The different data

Each week, Argonautica delivers a series of data produced by different techniques, institutes, satellites... These data (maps for most) show the values of different physical, chemical or biological parameters which are representative of the ocean and how it works.

Depending on the zone, the colour scale for each parameter plotted may vary in minimum and maximum (for example, water temperatures at the equator will be higher than when at the Pole, and the use of the same values for minimum and maximum would hide information). The various palettes of colours have been selected according to what they represent (this choice is not an absolute rule as other projects choose different colours for the same parameters); they are however identical from one beacon to another and from one year to another.

What the maps show

The maps correspond to the date at the end of the Argos beacon's weekly trajectory. The previous week's map may possibly correspond more to the beacon's trajectory if the interesting movements were at the beginning of the week.


Bathymetry is the depth of water (the negative distances to the sea floor relief). Depths are measured in certain spots by oceanographic ships, or calculated using satellite altimetry measurements and ship measurements.


Mean oceanic topography

This refers to the "permanent relief" of the ocean's surface due to the major currents. The mean oceanic topography was calculated using satellite altimetry measurements, gravity measurements by satellite and sea measurements ("in situ").

More on topography (or height) of the ocean


Ocean topography

This refers to the relief of the oceans' surface due to currents and their variations. For example, we can observe ocean eddies shown as "hollows" (cold eddies) or "bumps" (hot eddies) of this relief.

More on topography (or height) of the ocean


Geostrophic currents

Geostrophic currents are calculated using the topology of the ocean's surface (from altimetry measurements): the steeper the slopes, the stronger the currents will be. Those currents are perpendicular to the slopes.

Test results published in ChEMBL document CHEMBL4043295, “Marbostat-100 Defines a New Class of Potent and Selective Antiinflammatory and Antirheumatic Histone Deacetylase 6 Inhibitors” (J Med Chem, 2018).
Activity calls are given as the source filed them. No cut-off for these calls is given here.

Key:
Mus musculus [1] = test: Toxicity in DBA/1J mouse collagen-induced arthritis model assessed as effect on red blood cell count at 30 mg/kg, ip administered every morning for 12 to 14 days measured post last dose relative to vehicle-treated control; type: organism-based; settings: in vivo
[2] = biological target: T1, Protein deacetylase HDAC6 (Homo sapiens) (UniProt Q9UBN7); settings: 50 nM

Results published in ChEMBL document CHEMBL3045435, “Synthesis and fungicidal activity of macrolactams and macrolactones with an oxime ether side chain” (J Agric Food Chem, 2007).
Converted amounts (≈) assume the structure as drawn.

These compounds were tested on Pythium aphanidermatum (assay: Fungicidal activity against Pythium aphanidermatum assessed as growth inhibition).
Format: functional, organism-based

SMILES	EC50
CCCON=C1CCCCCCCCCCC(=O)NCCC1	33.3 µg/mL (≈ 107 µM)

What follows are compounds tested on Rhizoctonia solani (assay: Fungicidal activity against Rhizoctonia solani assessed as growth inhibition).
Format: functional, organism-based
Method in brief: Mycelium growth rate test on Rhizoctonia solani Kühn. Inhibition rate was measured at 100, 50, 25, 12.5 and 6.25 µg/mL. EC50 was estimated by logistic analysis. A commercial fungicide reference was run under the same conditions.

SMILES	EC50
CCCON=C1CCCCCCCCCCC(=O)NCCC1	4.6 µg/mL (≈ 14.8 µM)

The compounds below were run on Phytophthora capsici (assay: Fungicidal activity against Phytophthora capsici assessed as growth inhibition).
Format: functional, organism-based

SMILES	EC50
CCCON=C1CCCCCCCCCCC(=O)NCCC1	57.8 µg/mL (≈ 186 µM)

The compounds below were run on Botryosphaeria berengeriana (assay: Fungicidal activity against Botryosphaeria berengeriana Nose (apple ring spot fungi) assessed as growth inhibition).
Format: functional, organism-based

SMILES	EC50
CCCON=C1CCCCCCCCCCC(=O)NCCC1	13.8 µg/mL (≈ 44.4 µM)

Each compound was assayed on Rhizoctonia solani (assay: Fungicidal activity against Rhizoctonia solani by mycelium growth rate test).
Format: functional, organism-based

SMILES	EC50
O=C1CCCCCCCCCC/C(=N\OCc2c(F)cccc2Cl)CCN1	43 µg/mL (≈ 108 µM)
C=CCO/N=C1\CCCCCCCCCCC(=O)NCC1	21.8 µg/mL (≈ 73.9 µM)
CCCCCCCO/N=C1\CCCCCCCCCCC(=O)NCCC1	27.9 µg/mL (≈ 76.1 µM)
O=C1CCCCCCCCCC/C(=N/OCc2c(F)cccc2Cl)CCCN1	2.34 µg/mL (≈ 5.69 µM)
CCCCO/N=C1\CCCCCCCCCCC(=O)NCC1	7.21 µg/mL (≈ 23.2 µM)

More information on currents


Surface currents

Surface currents are calculated using either the geostrophic currents and ocean surface winds, or oceanic forecast models such as Mercator.

More information on currents



Sea surface temperature

Surface temperature can be measured by buoys at sea, by satellites or calculated using oceanic forecast models such as Mercator.

More information on sea surface temperature



The concentration of salts (in the plural, since we are dealing not only with "table" salt, alias sodium chloride but also various dissolved minerals; even though the former accounts for most of the salt content) in sea water is an important piece of information: the more salt there is, the denser the water will be and this plays an important role in its circulation. Salinity can be measured by buoys at sea, derived from other measurements or calculated using oceanic forecast models such as Mercator. Today, the SMOS (ESA) satellite can measure it directly.
Salinity is given in "psu" (practical salinity unit), that represents the weight of salt in grams per 1000 grams (1 kg) of water.

More information on salinity


Surface winds

Winds not only make the buoys move, they also influence the surface currents. They can be measured using instruments called "scatterometers" carried by satellites, or calculated using meteorological forecast models such as those at Météo France.

More information on surface wind


Ocean colour

Phytoplankton is the "plant" part of plankton (live micro-organisms in the ocean) that makes up the first link in the marine food-chain. Measuring the amount of phytoplankton is essential for understanding marine ecosystems. The presence of phytoplankton modifies the colour of sea water because it contains chlorophyll, the pigment which makes the Earth's vegetation green. These instruments are sensitive to weather conditions: when the sky is overcast, maps have white zones which indicate where measurements are blocked by clouds.